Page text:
YMCA breaks ground on Camp Moody

High winds whistling through trees at the future site of YMCA’s Camp Moody near Buda was practically music to the ears of Dell Children’s Hospital employee Krista Gregory. 

Amid excitement surrounding Saturday’s official groundbreaking for the 85-acre day and overnight camp located along Onion Creek, Gregory, founder of the Center for Children Resiliency, urged revelers to pause and envision what the sounds and smells of spring could mean for generations of children to come. 

Offering an all-inclusive experience that allows children to escape the digital world and immerse themselves in nature is the goal for Gregory and many others.   

“This day will carry us into a day of hope for future happiness,” Gregory said. 

Turning of the dirt Saturday marked a special day for many, including YMCA of Austin CEO James Finck. Camp Moody, formerly known as Camp Cypress, is expected to be a multi-use site for camps, group events and retreats. 

The first phase of the project will include construction of a dining hall, bunk cabin village that can hold up to 220 campers and a pair of 700-foot zip lines. Other amenities include a climbing wall, archery range, ropes course and accessible trails. The site also calls for a 15,000-foot enclosed natatorium, or aquatics center, that will be partially funded by Hays CISD. 

Roughly $16 million has so far been fundraised by the YMCA to make the camp a reality. That includes a receiving a $6.25 million gift from The Moody Foundation in 2018. YMCA officials said they will continue efforts to fundraise the $18 million needed for the first phase of the camp. 

“Camp Moody is about bringing kids and families into nature to learn, grow and thrive,” Finck said in a statement. Finck said camps help teach children soft skills, such as teamwork and communication, as well as improving personal development traits. 

Saturday’s groundbreaking also capped off a nearly 20-year quest by the Y to create Camp Moody, which was originally the brainchild of philanthropists George and Peggy Yonge. In 1999, the Yonge family donated 100-acres of land near Onion Creek to the YMCA of Austin for the purpose of creating an all-inclusive camp for kids.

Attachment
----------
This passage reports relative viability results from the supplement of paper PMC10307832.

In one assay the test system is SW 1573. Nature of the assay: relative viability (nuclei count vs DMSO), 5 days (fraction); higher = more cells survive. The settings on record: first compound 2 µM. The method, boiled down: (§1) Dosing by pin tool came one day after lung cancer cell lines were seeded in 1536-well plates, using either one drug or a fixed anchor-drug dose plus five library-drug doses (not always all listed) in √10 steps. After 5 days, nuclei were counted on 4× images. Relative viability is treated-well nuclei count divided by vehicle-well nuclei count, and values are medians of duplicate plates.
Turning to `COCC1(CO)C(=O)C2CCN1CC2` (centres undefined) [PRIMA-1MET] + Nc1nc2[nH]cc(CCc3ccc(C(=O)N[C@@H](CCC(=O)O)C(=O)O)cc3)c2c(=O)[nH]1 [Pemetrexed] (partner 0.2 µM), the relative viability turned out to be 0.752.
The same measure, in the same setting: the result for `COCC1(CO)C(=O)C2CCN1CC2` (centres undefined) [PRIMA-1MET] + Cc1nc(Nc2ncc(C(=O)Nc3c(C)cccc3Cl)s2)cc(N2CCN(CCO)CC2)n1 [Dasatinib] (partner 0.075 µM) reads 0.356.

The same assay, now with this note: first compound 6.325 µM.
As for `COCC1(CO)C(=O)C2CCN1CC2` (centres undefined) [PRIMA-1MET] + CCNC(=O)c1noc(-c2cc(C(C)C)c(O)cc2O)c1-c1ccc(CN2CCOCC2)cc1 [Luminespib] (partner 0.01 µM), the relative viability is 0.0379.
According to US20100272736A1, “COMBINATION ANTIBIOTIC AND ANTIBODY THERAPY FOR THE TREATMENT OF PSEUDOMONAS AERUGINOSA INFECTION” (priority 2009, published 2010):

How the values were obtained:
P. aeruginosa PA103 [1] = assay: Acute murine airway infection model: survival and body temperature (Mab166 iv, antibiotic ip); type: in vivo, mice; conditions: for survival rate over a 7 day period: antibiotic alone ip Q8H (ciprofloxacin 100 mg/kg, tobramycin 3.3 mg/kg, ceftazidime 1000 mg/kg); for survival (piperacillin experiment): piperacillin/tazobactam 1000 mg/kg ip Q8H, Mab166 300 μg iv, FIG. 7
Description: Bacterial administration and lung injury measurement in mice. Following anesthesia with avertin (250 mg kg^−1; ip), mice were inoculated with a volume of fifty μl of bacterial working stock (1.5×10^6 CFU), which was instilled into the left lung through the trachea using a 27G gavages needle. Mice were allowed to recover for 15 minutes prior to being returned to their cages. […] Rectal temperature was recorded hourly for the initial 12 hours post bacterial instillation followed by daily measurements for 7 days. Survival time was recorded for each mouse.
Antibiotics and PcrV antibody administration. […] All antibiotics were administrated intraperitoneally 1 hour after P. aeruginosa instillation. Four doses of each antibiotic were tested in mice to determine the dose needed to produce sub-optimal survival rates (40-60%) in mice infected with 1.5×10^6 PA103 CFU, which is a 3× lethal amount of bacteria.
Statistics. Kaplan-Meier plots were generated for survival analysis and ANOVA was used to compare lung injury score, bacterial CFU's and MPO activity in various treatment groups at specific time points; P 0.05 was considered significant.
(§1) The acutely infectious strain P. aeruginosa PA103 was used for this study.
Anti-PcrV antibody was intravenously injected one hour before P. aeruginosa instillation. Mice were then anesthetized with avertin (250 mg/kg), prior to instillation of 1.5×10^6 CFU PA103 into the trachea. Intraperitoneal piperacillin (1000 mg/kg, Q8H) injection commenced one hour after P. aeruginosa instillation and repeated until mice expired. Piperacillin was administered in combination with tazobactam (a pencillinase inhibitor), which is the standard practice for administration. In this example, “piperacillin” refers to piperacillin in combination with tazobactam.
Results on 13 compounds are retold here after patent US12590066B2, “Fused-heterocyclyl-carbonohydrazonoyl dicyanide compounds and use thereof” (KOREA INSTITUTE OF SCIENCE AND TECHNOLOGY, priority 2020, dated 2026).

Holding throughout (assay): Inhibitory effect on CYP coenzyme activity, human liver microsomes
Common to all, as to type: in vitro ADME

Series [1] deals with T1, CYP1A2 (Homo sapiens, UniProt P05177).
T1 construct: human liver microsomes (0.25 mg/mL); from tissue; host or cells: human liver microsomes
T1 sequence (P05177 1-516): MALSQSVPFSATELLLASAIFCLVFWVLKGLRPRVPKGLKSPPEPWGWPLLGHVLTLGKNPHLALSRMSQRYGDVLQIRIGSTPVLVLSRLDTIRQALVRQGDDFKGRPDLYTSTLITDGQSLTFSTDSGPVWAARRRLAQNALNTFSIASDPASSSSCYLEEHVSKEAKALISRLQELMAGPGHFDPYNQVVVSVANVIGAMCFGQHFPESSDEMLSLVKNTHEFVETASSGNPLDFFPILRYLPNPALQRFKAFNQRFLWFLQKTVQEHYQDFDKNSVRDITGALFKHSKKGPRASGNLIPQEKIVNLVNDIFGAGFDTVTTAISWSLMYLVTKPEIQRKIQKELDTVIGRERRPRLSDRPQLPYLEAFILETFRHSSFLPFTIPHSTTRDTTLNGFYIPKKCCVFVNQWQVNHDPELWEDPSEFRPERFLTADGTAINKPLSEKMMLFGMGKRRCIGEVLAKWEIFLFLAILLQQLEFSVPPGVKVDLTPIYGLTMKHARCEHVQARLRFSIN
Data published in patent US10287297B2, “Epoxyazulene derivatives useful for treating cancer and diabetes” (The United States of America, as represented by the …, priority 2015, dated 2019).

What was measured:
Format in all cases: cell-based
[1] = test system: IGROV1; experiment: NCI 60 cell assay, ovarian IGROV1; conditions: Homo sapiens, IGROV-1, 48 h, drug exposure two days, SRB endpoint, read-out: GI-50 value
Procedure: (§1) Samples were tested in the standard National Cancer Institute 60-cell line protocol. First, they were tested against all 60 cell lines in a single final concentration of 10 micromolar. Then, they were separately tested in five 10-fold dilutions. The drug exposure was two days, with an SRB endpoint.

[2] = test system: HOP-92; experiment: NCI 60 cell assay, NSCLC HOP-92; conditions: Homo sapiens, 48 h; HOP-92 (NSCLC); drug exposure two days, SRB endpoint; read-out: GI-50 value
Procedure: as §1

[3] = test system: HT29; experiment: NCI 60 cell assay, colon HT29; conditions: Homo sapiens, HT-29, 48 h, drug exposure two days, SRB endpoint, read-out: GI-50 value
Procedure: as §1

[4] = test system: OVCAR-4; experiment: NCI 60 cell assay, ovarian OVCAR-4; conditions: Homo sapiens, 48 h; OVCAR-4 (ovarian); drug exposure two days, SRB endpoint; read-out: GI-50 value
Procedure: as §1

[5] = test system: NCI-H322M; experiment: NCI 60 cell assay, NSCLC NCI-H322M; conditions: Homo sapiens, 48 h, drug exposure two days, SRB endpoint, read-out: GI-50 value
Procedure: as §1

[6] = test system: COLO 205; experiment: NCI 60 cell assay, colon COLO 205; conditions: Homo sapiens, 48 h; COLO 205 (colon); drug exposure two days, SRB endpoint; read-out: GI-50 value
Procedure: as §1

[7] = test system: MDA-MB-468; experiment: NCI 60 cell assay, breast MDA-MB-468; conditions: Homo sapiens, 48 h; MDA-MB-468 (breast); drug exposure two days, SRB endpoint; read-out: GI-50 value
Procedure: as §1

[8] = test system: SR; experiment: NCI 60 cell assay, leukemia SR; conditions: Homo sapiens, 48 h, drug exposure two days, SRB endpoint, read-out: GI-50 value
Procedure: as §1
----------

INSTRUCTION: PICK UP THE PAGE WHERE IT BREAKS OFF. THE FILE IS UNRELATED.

Wes Yonge, member of the Yonge Family Foundation and George and Peggy’s son, said George was “moved to tears of joy” when he had the chance to tour the site prior to his death. Wes said he realized the camp’s potential impact when his own son said the site was “way better than my iPad.” 

Hays CISD trustee Vanessa Petrea said the partnership between the Y and Hays CISD is a “win-win” for both organizations. In 2017, HCISD trustees approved a $5 million pledge toward the natatorium, which will be owned and operated by the Y. 

Petrea cited the ability for the district to further expand its high school swim program, while also giving elementary students important life-saving swim lessons in the future. Petrea said an added benefit is the facility possibly employing Hays CISD students as lifeguards and camp counselors. 

Many lauded the camp’s promise to cater to all children of any ability, while also being affordable and cost-effective for their parents. 

Jackie Cox, a parent of a child with autism, said Camp Moody fills the void of a camp experience that meets the safety needs necessary for children with disabilities. 

Measures included a sensory room and low-sound toilets. 

“These are simple tweaks that can make it difficult on the front end of a project like this,” Cox said. “I’m very excited and hopeful my children can attend this camp.” 

Paul Hoffman, Camp Moody fundraising campaign co-chair, lauded what Camp Moody could offer. Hoffman said camp is an experience that can change the lives of children. 

“There is no place like camp that can create character in kids,” Hoffman said. 

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